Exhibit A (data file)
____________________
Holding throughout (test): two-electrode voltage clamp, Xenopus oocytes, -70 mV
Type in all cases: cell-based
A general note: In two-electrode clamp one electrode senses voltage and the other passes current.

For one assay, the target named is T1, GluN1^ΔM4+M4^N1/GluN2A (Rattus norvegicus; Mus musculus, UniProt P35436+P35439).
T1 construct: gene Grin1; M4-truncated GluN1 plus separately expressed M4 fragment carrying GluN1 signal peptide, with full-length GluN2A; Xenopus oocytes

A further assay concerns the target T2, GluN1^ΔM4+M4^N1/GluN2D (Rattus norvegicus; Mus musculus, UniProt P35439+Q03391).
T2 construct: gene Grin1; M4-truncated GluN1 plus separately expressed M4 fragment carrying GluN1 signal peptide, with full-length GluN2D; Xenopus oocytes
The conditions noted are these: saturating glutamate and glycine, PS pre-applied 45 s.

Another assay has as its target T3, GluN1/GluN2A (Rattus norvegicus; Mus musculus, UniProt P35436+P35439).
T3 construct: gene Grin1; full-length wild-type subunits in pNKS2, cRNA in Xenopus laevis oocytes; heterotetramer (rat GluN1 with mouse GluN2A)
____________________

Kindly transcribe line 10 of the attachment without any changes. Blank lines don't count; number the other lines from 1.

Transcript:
T3 construct: gene Grin1; full-length wild-type subunits in pNKS2, cRNA in Xenopus laevis oocytes; heterotetramer (rat GluN1 with mouse GluN2A)